Most birds are easy enough to track down at the bog, whether I can hear them singing, or see them moving around in their favorite habitat, or merely by using my world-class knowledge of the natural world. None of the aforementioned tracking techniques apply to the Yellow Warbler however, nope, I’m convinced that they somehow simply materialize out of thin air and appear before me. Not one time have I ever successfully tracked one down, but here’s a typical encounter: I’m walking along and suddenly become fascinated by the yellowness of something up ahead, Soooo yellow, wait… warbler? Yellow Warbler! And every single time, an extremely patient bird poses nicely while I fumble to get my gear pointed in his general direction and mash down on the shutter button!
Something in the distance caught my eye, Naw, it’s nothing, probably just a leaf or a wad of some organic matter. Being a world-class wilderness expert, I was able to quickly disregard this as nothing remotely interesting and move on to bigger and better things. As I got closer however, it was starting to look more and more like a… it is! it’s a Ruby-throated Hummingbird! First one of the season! It’s a male too, I don’t see many of those. The light was hitting him all wrong though, and his throat appeared dark brown instead of bright red. I need to get clear over on the other side of him where the light is better, so I shimmied on past real slow. He seemed moderately amused by this behaviour and looked on curiously. Now I’m in position, the light is just right, and I’d swear he’s moving his head around in order to show off those bright red feathers! I’m glad I was able to quickly determine that this was definitely not just a wad of organic matter!
I’m gonna tell you a story about a bird; I’m still processing it myself but I’ll let you decide what’s going on here. The grackles have been back for a while now and they’re pretty smart so they quickly remembered snack time. Two weeks ago I threw some peanuts out and I watched as a grackle flew up carrying a big ole worm in her beak. She plopped that worm down on the deck, grabbed a peanut, and took off. I didn’t think much of it at first because, given the choice, I’d rather eat peanuts myself! I’m still not convinced at this point that anything special is going on here, even after more than a week of this behavior, but then it happened. The event that has me reconsidering yet again just how intelligent these birds actually are. She flew up for a peanut, but this time she didn’t bring me a worm. Ahah! I knew it, it’s all just a coincidence! I continued to watch, proud of the fact that I didn’t fall victim to my overactive imagination once again, when she flew out into the yard, grabbed a worm, came back and plopped it onto the deck, and took off with her peanut! So now the big question is, what do I do with all these worms???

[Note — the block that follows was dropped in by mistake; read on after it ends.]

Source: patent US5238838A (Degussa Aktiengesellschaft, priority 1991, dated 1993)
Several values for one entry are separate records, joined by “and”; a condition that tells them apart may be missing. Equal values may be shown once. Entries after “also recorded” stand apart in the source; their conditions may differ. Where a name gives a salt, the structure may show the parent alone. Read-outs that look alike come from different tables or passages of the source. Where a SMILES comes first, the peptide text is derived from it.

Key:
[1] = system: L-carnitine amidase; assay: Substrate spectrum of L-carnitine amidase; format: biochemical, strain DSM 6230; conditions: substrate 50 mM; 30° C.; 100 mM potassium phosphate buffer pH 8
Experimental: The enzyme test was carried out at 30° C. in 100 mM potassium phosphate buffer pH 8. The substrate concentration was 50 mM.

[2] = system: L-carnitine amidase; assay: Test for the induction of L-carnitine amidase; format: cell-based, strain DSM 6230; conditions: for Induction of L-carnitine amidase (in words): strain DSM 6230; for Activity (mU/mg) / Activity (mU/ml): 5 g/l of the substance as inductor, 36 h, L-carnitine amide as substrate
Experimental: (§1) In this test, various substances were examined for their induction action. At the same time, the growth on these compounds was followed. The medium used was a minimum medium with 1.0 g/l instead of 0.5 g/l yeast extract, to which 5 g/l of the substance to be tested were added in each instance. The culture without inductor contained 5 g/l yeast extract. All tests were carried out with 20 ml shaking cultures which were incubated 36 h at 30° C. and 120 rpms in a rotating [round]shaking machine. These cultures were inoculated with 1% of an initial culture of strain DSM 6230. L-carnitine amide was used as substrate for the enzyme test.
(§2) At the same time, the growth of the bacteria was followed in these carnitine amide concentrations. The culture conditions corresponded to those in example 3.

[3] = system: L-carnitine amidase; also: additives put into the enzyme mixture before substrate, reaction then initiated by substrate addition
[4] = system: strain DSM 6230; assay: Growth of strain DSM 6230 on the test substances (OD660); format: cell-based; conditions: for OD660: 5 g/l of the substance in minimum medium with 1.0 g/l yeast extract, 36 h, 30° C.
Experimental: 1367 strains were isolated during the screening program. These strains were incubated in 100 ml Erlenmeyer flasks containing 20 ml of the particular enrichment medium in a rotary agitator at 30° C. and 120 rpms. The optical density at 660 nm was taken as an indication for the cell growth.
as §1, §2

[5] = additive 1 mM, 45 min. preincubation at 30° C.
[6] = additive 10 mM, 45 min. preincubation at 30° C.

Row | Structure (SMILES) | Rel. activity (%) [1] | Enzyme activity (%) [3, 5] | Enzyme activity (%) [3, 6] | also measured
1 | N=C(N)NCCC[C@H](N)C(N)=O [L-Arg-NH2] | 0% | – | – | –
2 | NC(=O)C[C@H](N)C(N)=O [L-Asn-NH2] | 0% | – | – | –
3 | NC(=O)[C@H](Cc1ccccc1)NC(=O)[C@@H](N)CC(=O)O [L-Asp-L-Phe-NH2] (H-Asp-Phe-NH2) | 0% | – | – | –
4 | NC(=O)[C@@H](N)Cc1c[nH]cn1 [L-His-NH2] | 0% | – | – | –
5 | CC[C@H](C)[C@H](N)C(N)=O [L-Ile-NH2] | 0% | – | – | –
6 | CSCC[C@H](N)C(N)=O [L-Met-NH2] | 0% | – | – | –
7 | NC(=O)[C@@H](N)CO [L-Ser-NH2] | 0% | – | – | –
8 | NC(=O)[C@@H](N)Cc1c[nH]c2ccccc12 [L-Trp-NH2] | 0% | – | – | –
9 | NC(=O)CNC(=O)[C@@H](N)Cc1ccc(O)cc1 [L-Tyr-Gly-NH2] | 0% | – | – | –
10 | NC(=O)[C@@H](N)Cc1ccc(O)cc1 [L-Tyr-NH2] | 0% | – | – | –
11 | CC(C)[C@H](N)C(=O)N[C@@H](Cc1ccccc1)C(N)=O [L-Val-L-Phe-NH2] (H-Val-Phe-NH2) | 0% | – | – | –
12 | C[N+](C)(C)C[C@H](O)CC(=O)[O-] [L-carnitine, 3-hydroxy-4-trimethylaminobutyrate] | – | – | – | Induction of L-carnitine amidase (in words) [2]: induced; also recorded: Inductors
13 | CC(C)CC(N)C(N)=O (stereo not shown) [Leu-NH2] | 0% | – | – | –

Like your favorite song from the 70’s, whenever I hear a House Wren belt out his favorite tune, it takes me way back. Back to a time of Atari and Pong, Elvis and Isaac Hayes, The Six Million Dollar man and The Dukes of Hazzard. Yeah, my introduction to the House Wren was a long time ago, and I’ll never forget it.
I was in a real bad mood yesterday over the loss of my photos the previous day, so I went to the bog. There’s always some creature there just waiting to make my day. Immediately upon my arrival I was met by a chatty catbird and we had a nice, long talk. About what I have no idea, but it was nice and it was long. As he carried on, I looked down at the log I was standing next to and spotted the tiniest little snail you’ve ever seen. What’s that on his back? Is that a… it is! It’s a flower! There is a tiny snail with an even tinier flower on his back, cruising around on his favorite log and I just happen to drive all the way out here, trudge through the mud to this exact spot, and witness it. Mission accomplished, thanks again bog!!!